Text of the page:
VA’s Office of Academic Affiliations (OAA) will add 28 new nurse residency programs in academic year 2021-2022. The addition will help address one of VA’s – and the nation’s – most critical health care occupation shortages.

The programs include one year of in-depth training to further prepare the next generation of highly skilled nurse practitioners (NPs) and post-baccalaureate registered nurses (RNs).

PB-RNR locations nationwide

The programs are designed for bachelor’s, master’s or doctoral prepared RN and NP graduates.

They include 14 new post-baccalaureate registered nurse residency (PB-RNR) programs, 10 primary care nurse practitioner residency (NPR) programs and four mental health nurse practitioner residency programs.

Expanded from 17 to 108 residency programs

Since 2018, VA has expanded nurse residency programs from 17 to 108 programs across the U.S.

For new RN or NP graduates, VA nurse residencies provide competency-based advanced training which helps them address the specific needs of Veterans in VA and the community.

Pictured above, VA PB-RNR and NPRs train new graduates in evidence-based Veteran-centric clinical practice. (Photo pre-COIVD-19.)

55% of VA’s 80,000 nurses currently eligible for retirement

Nurse residents participating in these federally funded programs benefit from 100% protected time to enhance their clinical and leadership skills.

“We are developing nursing trainees and providers who can take care of our Veterans inside and outside the VA system,” explained Jemma Ayvazian, the OAA director of Nursing Education.

Fifty-five percent of VA’s 80,000 nurses care eligible for retirement. Ayvazian sees nursing residencies as critical to fully prepare recent graduates for their roles in primary care, mental health and specialty areas such as ICU nursing.

NPR locations nationwide

“Our recruitment rate of nursing residents is over 90% which says a lot about how we train these trainees and their satisfaction with nursing in VA,” she added.

VA’s Post-Baccalaureate Registered Nurse Residency includes a robust competency-based curriculum aligned with the Commission on Collegiate Nursing Education (CCNE) accreditation standards.

Varied experience

New graduate nurses gain experience in evidence-based practices across a variety of VA clinical settings.

VA’s Nurse Practitioner (NP) Residency focuses on two clinical areas most in need of qualified providers: Mental Health NP and Primary Care NP. The curriculum is competency-based. It includes 80% of training time focused on advancement of clinical skills and 20% on enhancement of clinical knowledge.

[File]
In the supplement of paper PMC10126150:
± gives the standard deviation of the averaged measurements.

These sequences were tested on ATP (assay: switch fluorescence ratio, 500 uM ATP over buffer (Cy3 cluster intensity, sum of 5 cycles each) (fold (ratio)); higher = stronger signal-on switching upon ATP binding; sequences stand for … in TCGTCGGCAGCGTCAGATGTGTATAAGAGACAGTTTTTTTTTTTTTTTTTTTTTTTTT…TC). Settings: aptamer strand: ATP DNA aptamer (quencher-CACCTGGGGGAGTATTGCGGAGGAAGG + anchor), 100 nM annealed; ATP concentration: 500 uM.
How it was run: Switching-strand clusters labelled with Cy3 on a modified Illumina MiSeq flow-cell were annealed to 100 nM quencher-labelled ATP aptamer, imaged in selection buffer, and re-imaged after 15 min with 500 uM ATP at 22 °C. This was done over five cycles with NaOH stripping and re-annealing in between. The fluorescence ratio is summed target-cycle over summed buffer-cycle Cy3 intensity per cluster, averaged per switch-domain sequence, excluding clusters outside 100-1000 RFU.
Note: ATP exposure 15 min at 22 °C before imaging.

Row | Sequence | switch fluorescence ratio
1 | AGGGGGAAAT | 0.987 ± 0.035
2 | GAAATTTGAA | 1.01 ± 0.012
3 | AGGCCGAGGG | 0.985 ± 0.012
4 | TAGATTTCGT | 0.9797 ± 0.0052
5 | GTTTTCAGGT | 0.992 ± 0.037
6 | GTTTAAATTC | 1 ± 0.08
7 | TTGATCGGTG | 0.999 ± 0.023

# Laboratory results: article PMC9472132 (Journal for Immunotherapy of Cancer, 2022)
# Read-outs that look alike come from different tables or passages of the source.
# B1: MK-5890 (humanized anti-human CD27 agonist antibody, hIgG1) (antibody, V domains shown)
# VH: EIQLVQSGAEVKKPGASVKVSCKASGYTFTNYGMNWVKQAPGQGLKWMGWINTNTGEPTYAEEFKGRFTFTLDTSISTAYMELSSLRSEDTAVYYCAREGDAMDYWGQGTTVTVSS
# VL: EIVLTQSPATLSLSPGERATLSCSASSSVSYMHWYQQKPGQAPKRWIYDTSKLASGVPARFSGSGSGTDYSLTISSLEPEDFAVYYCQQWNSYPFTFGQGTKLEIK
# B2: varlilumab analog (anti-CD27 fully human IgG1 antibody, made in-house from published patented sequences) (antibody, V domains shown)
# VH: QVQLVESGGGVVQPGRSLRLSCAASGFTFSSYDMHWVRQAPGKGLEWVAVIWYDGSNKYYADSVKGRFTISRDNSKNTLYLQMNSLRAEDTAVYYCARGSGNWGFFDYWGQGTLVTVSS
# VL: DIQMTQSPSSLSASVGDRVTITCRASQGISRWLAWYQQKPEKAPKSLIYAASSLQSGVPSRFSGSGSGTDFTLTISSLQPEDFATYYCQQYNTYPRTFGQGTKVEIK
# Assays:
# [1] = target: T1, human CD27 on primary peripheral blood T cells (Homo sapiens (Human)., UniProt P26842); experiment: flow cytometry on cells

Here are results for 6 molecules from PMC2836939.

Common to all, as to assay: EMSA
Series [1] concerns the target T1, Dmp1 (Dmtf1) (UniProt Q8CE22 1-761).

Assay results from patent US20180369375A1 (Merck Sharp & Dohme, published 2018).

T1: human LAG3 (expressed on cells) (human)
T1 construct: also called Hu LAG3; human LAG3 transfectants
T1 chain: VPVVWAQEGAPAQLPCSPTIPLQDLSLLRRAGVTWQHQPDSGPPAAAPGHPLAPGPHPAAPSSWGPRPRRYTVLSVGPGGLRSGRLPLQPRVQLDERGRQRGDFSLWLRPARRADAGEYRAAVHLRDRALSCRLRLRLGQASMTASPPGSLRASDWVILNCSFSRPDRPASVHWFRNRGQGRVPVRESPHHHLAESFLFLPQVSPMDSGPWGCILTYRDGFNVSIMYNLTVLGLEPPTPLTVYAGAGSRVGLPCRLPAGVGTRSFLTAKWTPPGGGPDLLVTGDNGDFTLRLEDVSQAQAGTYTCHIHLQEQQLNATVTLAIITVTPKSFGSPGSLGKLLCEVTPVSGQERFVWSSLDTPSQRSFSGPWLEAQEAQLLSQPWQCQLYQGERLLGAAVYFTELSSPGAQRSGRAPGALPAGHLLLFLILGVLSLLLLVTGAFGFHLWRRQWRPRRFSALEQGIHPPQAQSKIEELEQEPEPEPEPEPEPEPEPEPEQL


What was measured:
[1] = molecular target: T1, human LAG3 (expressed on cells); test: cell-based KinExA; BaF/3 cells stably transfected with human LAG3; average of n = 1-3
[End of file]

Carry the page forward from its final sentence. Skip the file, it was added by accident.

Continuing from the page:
The VA NP is designed with a Veteran-centric approach. The residencies are a bridge from strong academic foundations to develop competent NPs equipped with the knowledge and skills to successfully practice in today’s complex, fast-paced health care environment.

With the addition of the new nursing residency sites, VA will train 550 nurse residents in Academic Year 2021-2022. VA trains more than 25,000 nursing students each year.

Find out more about VA’s academic mission by watching this video and visiting the Office of Academic Affiliations recently updated website.

Tonya C. Lobbestael is the public affairs officer for the VA Office of Academic Affiliations.

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Published on May. 26, 2021

Estimated reading time is 2.5 min.

Views to date: 373

One Comment

  1. Miaka May 27, 2021 at 5:05 pm

    Why aren’t these veterans being treated by physicians and why aren’t you expanding residencies for doctors? We have thousands of physicians that go unmatched every year, who have completed a significant amount of time refining their clinical knowledge and clinical skills before even entering their years long residencies. Are veterans not deserving of the highest quality care there is to offer a patient? What is the physician to NP ratio at these hospitals?

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